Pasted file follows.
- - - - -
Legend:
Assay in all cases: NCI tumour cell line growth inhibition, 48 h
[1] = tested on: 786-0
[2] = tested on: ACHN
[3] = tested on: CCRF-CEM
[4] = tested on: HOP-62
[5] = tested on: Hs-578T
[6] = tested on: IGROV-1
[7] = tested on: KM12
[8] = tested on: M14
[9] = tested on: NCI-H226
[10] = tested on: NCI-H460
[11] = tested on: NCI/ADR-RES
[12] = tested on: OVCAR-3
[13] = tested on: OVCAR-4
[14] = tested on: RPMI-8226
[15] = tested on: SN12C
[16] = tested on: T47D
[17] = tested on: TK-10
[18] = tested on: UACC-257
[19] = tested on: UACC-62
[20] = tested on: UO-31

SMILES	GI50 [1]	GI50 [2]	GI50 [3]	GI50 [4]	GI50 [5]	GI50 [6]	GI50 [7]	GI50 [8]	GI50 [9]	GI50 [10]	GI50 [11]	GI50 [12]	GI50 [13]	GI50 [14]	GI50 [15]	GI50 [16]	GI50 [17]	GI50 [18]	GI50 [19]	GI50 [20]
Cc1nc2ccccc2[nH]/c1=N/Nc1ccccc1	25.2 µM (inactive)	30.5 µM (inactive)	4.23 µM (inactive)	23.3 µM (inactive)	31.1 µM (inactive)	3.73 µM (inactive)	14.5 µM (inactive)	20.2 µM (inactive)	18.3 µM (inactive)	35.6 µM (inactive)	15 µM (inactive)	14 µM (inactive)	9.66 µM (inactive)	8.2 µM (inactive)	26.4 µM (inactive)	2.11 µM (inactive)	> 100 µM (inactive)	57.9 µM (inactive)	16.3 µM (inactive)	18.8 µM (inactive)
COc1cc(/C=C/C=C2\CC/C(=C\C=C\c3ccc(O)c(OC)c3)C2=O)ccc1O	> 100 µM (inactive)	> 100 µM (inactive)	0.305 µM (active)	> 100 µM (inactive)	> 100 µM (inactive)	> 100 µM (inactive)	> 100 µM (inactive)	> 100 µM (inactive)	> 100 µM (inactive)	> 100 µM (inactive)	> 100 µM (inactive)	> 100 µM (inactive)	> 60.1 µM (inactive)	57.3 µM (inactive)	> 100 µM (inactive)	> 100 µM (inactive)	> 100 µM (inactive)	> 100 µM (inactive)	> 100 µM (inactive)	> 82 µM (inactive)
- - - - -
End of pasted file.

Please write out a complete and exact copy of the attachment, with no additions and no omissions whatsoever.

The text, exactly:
Legend:
Assay in all cases: NCI tumour cell line growth inhibition, 48 h
[1] = tested on: 786-0
[2] = tested on: ACHN
[3] = tested on: CCRF-CEM
[4] = tested on: HOP-62
[5] = tested on: Hs-578T
[6] = tested on: IGROV-1
[7] = tested on: KM12
[8] = tested on: M14
[9] = tested on: NCI-H226
[10] = tested on: NCI-H460
[11] = tested on: NCI/ADR-RES
[12] = tested on: OVCAR-3
[13] = tested on: OVCAR-4
[14] = tested on: RPMI-8226
[15] = tested on: SN12C
[16] = tested on: T47D
[17] = tested on: TK-10
[18] = tested on: UACC-257
[19] = tested on: UACC-62
[20] = tested on: UO-31

SMILES	GI50 [1]	GI50 [2]	GI50 [3]	GI50 [4]	GI50 [5]	GI50 [6]	GI50 [7]	GI50 [8]	GI50 [9]	GI50 [10]	GI50 [11]	GI50 [12]	GI50 [13]	GI50 [14]	GI50 [15]	GI50 [16]	GI50 [17]	GI50 [18]	GI50 [19]	GI50 [20]
Cc1nc2ccccc2[nH]/c1=N/Nc1ccccc1	25.2 µM (inactive)	30.5 µM (inactive)	4.23 µM (inactive)	23.3 µM (inactive)	31.1 µM (inactive)	3.73 µM (inactive)	14.5 µM (inactive)	20.2 µM (inactive)	18.3 µM (inactive)	35.6 µM (inactive)	15 µM (inactive)	14 µM (inactive)	9.66 µM (inactive)	8.2 µM (inactive)	26.4 µM (inactive)	2.11 µM (inactive)	> 100 µM (inactive)	57.9 µM (inactive)	16.3 µM (inactive)	18.8 µM (inactive)
COc1cc(/C=C/C=C2\CC/C(=C\C=C\c3ccc(O)c(OC)c3)C2=O)ccc1O	> 100 µM (inactive)	> 100 µM (inactive)	0.305 µM (active)	> 100 µM (inactive)	> 100 µM (inactive)	> 100 µM (inactive)	> 100 µM (inactive)	> 100 µM (inactive)	> 100 µM (inactive)	> 100 µM (inactive)	> 100 µM (inactive)	> 100 µM (inactive)	> 60.1 µM (inactive)	57.3 µM (inactive)	> 100 µM (inactive)	> 100 µM (inactive)	> 100 µM (inactive)	> 100 µM (inactive)	> 100 µM (inactive)	> 82 µM (inactive)